- Excellent high-resolution display
- Solid performance for the money
- Thin and light
- Generic styling
- Subpar build quality
- Unsettled keyboard
The Sager NP5125 offers great performance for the money and is a capable gaming machine with weak plastic construction.
Notebooks with high-resolution screens priced below $1,000 are hard to come by. Sager’s latest mid-range notebook, the NP5125, has a full HD 1080p display, Nvidia Optimus technology, and Intel Core i5/i7 processors. Here’s our take.
Special thanks go to Donald Stratton of PowerNotebooks.com for sending us this evaluation unit.
Our Sager NP5125 review unit has the following specifications:
- 15.6-inch 1080p (1920×1080) glossy panel with LED backlighting
- Windows 7 Home Premium 64-bit
- Intel Core i5-450M dual-core processor (2.40GHz/2.66GHz Turbo Mode, 3MB L3 cache, 4.8GT/s QPI, 35W TDP)
- Intel HM55 chipset
- Nvidia GeForce GT 330M graphics card w/ 1GB GDDR3 memory
- Nvidia Optimus technology; can switch to integrated Intel HD graphics on-the-fly
- 4GB DDR3-1066 dual-channel RAM (2x 2GB)
- 320GB 7200RPM Seagate hard drive (ST9320423AS)
- 802.11b/g/n Wireless LAN (Realtek RTL8191SE)
- Built-in Bluetooth v2.1+EDR
- DVD burner (TSSTcorp CDDVDW TS-L633C)
- 1-Year Parts & Labor, Lifetime Sager Toll Free Support
- 6-cell Li-ion battery (4400mAh/48.84Wh/11.1V)
- Weight: 5.73 lbs.
- Dimensions: 14.72” (W) x 9.8” (D) x 0.98~1.46” (H)
- MSRP: $977
The NP5125 starts at $775; our evaluation unit is the same as the base configuration except for the upgrade to the 1080p screen ($60) and Windows 7 ($90). Overall, the specifications are very reasonable for the money.
Build and Design
The Sager NP5125 is a custom notebook built on the Clevo B1500M chassis. It has a pedestrian-looking exterior with no significant design features. Little evidence suggests the designers of this notebook intended it to look attractive. The chassis has a standard rectangular shape with mildly rounded edges. The NP5125 has a light weight for its class, coming in under six pounds and about one inch thin.
The construction is all-plastic. The plastic has a matte non-glare surface with the exception of the screen border, which is preferable to the glossy plastic found on many mainstream notebooks. Matte plastic is easier to keep clean and does not show dust and fingerprints as easily. The build quality overall is unfortunately below average. The plastic is thin and feels cheap, giving the notebook a hollow feel. Some rattling noises can be produced by tapping the plastic with a fingernail. The chassis itself seems to be of reasonable strength; despite the thin plastic it does not flex when pressure is applied in most places. The chassis bends slightly when grabbed by the corners and twisted, though nothing out of the ordinary.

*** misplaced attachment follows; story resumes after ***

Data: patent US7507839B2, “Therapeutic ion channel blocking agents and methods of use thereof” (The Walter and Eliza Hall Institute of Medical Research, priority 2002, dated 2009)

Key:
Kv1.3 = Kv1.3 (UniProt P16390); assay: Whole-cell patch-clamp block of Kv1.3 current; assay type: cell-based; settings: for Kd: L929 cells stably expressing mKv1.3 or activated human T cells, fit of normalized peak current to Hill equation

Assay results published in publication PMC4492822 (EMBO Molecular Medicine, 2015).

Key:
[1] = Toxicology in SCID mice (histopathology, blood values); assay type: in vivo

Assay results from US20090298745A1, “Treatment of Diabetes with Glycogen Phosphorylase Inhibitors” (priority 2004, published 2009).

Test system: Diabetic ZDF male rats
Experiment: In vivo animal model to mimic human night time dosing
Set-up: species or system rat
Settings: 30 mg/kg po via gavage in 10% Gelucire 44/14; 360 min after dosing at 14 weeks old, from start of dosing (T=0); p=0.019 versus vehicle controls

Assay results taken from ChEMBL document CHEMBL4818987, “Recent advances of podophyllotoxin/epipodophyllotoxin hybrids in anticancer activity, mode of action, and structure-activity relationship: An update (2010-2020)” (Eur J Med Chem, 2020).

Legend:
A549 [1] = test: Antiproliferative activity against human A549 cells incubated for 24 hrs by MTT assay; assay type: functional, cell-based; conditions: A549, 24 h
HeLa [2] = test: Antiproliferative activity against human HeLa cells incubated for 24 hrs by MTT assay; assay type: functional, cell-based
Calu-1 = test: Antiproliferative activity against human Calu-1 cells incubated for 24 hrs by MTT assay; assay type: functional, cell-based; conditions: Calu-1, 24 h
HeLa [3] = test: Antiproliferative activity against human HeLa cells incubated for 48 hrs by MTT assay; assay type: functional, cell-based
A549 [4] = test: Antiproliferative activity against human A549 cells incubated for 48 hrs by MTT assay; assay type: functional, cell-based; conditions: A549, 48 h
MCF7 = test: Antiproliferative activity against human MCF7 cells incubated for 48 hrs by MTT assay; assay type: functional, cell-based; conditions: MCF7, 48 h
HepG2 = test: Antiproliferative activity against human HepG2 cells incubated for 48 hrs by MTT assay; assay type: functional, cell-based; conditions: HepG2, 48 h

The lid could be stronger; it gives way too much for my liking when twisted. The plastic on the back of the lid flexes noticeably and does not provide as much protection as it should; pressing in on the back of the display yields some ripples on the screen. The hinges securing the lid to the chassis are strong, however. Fit and finish is good; all areas of this notebook seem to be built to the same quality standard. On the whole the build quality, namely the build materials, leaves a lot to be desired.
Screen and Speakers
The NP5125 has a 15.6-inch screen with a 1080p (1920×1080) resolution and LED backlighting. The screen is definitely the highlight of this machine; it is simply gorgeous. Compared to the panels I have seen on most mainstream notebooks, the NP5125’s display is brighter and offers better contrast; black levels are good and whites are stark. Side-to-side viewing angles are near-perfect and there is minimal color distortion from above; from below, colors are accurate until about 20 degrees below center. The backlighting is almost perfectly even.
The downside of having a glossy display is all the reflections; using the NP5125 where there are a lot of light sources is somewhat annoying because the screen acts as a mirror. The 1080p resolution is the highest available on a 15.6-inch screen. It offers much more workable space than the low-rent 720p (1366×768) resolution offered on the outright majority of consumer notebooks – about 50% more, to be exact. This means less scrolling and the ability to use two windows side-by-side comfortably.
The NP5125’s two speakers are strangely located on the bottom side of the notebook underneath the palm rests. The speakers are tinny and harsh-sounding, perhaps some of the worst notebook speakers I have heard. Use the headphone jack, HDMI, or USB to get the best quality sound.
Keyboard and Touchpad
The NP5125 has an island-style keyboard where the keys are raised above the base. The keys have an unsophisticated plasticky feel when pressed. Fast typing is possible however typing confidence is undermined by rattling sounds; the plastic used in the construction of this notebook really lets it down here; the keyboard does not feel well-settled at all.
Like the chassis, the keyboard has little flex. The keyboard would be a lot more pleasant to type on if it felt more solid.
The touchpad fares much better than the keyboard. It is actually pleasant to use; the matte surface is easy to track on with dry or damp fingers. The two buttons provide acceptable feedback though are slightly noisier than I prefer, producing a mild clack. A biometric fingerprint reader rests between the two buttons.
Ports and Features
The NP5125 has a wide range of input/output ports. The most significant inclusion is USB 3.0, which is the new USB standard and up to 10x faster than USB 2.0. Ports the NP5125 lacks are ExpressCard and FireWire.
All picture descriptions are left to right.